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Anchored by Jake Tapper, The Lead airs at 4 p.m. ET on CNN.

Anchored by Jake Tapper, The Lead airs at 4 p.m. ET on CNN.

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April 22nd, 2013
07:16 PM ET

Frosty Russia relationship may have hampered FBI probe into Boston bombing suspect

The U.S. government has been reluctant to accept Russia's assertion that Chechnya is a breeding ground for extremists - U.S. officials believe Russia is trying to drag the U.S. into its war. The skepticism may have played a role in how Russia's warning about Boston Marathon bombing suspect Tamerlan Tsarnaev was handled. The FBI interviewed Tsarnaev in 2011, but says it found no terrorism activity at the time. It appears the bureau did not follow up after Tsarnaev spent six months in Chechnya and Dagestan in 2012.

"We know that Chechnya is a breeding ground for extremists, but it's mostly been extremists who were targeting Russians," said former State Department coordinator for counterterrorism Daniel Benjamin.

At issue is the historic relationship with the FSB, the successor of the KGB, and the FBI, added Benjamin.

"The FSB may give us a tip, but doesn't give us much to go on," said Benjamin. "I understand in this case that we did actually follow up with several inquiries to them, asking for more information on this case."

The U.S. overall has a good relationship with Russia when it comes to counterterrorism.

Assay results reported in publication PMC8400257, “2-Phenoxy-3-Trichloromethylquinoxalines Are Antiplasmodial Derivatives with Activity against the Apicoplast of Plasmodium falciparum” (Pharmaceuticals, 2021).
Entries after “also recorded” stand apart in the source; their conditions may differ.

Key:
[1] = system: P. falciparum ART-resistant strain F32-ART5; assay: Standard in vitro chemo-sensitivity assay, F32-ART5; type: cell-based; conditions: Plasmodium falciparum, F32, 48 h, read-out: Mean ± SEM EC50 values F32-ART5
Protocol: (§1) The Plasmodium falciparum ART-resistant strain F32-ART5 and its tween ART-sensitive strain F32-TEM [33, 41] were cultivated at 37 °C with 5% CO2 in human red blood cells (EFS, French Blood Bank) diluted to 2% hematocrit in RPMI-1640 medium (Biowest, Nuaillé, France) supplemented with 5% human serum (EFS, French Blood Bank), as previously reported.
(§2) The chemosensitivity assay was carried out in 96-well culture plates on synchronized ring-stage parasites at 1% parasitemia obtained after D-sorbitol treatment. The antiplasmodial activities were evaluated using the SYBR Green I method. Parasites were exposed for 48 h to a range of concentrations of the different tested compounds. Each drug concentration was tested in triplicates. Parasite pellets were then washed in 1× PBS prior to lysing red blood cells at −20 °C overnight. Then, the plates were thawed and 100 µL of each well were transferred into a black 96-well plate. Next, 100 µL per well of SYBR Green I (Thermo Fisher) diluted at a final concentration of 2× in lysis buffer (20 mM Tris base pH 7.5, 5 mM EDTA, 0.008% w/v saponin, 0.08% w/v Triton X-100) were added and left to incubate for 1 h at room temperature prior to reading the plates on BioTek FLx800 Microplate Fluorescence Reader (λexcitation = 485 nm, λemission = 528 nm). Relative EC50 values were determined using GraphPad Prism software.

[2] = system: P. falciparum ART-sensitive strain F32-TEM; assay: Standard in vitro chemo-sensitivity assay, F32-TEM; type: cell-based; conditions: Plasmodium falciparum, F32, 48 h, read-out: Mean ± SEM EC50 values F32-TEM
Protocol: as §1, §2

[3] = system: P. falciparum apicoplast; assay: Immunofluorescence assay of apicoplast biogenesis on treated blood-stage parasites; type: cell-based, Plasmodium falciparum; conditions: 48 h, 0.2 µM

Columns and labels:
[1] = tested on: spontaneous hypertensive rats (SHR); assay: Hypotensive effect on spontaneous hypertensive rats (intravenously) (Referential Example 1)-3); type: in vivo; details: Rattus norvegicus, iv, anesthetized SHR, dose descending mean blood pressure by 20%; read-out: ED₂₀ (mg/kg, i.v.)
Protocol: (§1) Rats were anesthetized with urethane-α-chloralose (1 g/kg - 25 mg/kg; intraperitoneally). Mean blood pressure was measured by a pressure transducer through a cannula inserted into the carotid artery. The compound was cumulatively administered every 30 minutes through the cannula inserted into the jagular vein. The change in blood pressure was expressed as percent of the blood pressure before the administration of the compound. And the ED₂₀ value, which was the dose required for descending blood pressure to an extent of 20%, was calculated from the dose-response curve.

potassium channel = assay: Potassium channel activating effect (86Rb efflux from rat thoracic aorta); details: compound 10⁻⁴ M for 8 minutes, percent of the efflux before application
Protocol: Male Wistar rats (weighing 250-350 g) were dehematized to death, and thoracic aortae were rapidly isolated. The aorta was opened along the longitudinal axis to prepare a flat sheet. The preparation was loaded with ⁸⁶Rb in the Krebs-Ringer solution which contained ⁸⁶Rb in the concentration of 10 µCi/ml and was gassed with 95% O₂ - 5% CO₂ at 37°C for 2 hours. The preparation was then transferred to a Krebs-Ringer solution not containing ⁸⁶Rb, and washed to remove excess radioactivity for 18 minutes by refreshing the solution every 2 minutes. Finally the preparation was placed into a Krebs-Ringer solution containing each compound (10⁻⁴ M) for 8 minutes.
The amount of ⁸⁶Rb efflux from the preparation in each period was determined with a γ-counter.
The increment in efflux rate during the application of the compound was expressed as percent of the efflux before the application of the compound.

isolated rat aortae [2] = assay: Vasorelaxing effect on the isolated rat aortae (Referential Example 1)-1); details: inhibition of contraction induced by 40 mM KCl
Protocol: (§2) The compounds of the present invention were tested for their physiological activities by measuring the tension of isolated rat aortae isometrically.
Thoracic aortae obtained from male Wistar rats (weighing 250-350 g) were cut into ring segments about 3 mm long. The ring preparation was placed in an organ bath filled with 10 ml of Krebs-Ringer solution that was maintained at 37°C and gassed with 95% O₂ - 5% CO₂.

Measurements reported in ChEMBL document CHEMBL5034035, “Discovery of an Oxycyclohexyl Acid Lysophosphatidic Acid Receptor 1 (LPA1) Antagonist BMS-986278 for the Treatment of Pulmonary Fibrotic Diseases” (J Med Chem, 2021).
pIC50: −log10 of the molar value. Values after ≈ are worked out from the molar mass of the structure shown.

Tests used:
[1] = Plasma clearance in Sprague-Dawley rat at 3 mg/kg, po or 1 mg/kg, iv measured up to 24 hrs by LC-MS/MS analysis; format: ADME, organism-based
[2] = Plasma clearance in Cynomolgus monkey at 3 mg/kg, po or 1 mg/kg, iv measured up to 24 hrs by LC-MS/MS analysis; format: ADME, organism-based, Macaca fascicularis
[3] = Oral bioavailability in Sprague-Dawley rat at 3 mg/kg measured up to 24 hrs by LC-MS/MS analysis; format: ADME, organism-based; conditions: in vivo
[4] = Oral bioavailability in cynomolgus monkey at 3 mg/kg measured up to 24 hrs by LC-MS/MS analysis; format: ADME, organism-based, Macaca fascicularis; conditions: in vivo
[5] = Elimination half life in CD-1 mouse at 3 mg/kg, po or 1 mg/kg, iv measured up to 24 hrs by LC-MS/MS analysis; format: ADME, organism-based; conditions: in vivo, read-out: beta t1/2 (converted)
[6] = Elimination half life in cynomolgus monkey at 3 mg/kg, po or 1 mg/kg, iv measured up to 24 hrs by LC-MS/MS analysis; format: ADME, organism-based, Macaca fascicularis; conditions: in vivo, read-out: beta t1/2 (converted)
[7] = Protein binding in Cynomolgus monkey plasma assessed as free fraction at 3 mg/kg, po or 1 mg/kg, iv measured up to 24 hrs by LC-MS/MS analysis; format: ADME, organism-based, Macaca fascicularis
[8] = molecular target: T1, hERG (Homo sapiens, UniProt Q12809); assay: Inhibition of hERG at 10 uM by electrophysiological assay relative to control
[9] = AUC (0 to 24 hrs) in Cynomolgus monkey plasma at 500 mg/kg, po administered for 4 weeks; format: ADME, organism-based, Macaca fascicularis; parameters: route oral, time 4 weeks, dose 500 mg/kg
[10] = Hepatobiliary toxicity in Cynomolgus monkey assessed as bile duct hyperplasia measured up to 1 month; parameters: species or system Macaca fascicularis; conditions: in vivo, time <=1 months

"But when you're dealing with these old cold war foes, sometimes the relationships can be frosty," said Benjamin. "Often the exchange is not nearly as fruitful as it would be, say, between the United States and some of its Western European partners."

"It is not unusual to have this kind of exchange kind of come to a dead end with the Russians," said Benjamin.

A common thread over the last decade has been attacks, or attempted attacks carried out by individuals who were raised in the United States taking out their frustrations on their adopted country. Pakistani immigrant Faisal Shahzad attempted and failed to detonate a bomb in Times Square. Nidal Malik Hasan was born and raised in Virginia, and yet killed 13 people in a bloody attack at Fort Hood, Texas.

Benjamin said these attacks are not unique to the U.S. In France, Mohammed Merah killed six people in Talouse. In Holland, a Dutch artist accused by Muslims of ridiculing their religion was killed.

"These are very, very difficult cases because if they're not maintaining connections with terrorist groups in other countries, then there are not a lot of leads to go on," said Benjamin.

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